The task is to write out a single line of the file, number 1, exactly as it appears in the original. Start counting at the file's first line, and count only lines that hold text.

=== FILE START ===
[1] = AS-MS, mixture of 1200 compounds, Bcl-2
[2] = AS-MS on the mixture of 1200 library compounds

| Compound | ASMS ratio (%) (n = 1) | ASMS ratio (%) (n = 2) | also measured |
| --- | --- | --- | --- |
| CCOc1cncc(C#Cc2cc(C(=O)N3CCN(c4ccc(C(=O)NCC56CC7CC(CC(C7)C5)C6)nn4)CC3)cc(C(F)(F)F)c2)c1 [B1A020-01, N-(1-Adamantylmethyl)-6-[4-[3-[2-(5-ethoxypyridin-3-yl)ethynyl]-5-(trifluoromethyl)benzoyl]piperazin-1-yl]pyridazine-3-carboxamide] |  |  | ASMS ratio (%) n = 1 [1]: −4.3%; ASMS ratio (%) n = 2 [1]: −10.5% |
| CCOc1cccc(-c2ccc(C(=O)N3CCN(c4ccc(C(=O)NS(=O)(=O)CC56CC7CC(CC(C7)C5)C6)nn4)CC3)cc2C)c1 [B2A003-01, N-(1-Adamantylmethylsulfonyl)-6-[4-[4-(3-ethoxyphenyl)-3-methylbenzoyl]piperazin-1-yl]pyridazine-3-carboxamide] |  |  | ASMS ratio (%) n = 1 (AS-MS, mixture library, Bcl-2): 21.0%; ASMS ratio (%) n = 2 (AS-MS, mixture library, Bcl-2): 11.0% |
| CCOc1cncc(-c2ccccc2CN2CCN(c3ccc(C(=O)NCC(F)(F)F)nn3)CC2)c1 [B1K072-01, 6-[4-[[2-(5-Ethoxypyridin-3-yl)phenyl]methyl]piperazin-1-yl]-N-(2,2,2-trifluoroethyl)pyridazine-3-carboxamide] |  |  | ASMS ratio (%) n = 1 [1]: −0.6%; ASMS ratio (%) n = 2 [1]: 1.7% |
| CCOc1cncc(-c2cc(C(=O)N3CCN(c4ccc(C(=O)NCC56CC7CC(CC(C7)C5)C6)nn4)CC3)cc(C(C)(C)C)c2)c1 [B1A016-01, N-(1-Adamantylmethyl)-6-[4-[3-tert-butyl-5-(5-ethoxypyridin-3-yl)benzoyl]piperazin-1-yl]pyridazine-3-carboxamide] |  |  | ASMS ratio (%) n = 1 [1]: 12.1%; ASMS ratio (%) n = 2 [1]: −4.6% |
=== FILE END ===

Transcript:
[1] = AS-MS, mixture of 1200 compounds, Bcl-2